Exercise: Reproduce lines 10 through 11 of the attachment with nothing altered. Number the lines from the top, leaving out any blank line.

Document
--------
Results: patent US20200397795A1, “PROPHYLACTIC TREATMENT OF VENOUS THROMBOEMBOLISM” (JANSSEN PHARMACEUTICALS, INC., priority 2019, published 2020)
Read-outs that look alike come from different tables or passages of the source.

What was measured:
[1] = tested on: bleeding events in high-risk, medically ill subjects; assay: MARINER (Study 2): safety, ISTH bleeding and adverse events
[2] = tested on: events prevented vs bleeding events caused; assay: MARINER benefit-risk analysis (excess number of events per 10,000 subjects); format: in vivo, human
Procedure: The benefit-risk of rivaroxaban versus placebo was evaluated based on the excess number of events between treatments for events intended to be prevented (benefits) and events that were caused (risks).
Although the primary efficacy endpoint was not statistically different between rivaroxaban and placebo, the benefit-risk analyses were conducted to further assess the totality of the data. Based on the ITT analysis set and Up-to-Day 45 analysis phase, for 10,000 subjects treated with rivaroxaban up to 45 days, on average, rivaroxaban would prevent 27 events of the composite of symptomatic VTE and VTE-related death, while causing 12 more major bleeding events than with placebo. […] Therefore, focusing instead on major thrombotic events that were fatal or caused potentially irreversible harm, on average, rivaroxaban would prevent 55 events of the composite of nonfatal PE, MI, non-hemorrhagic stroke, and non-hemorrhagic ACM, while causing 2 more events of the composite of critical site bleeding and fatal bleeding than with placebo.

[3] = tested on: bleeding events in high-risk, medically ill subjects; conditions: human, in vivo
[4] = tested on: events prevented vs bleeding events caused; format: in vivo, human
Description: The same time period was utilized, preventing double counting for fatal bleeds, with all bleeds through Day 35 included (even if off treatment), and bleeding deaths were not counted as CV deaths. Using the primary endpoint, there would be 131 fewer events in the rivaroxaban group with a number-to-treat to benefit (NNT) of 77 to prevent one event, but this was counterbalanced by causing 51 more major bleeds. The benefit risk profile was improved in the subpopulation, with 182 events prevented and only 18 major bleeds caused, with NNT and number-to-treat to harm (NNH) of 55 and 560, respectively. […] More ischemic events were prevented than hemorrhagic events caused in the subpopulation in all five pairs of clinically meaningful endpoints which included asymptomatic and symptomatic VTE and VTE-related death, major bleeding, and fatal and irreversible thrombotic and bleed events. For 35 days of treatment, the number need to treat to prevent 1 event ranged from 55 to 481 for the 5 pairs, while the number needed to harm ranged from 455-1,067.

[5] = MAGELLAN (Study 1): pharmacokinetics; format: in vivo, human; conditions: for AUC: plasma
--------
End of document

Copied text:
Description: The same time period was utilized, preventing double counting for fatal bleeds, with all bleeds through Day 35 included (even if off treatment), and bleeding deaths were not counted as CV deaths. Using the primary endpoint, there would be 131 fewer events in the rivaroxaban group with a number-to-treat to benefit (NNT) of 77 to prevent one event, but this was counterbalanced by causing 51 more major bleeds. The benefit risk profile was improved in the subpopulation, with 182 events prevented and only 18 major bleeds caused, with NNT and number-to-treat to harm (NNH) of 55 and 560, respectively. […] More ischemic events were prevented than hemorrhagic events caused in the subpopulation in all five pairs of clinically meaningful endpoints which included asymptomatic and symptomatic VTE and VTE-related death, major bleeding, and fatal and irreversible thrombotic and bleed events. For 35 days of treatment, the number need to treat to prevent 1 event ranged from 55 to 481 for the 5 pairs, while the number needed to harm ranged from 455-1,067.

[5] = MAGELLAN (Study 1): pharmacokinetics; format: in vivo, human; conditions: for AUC: plasma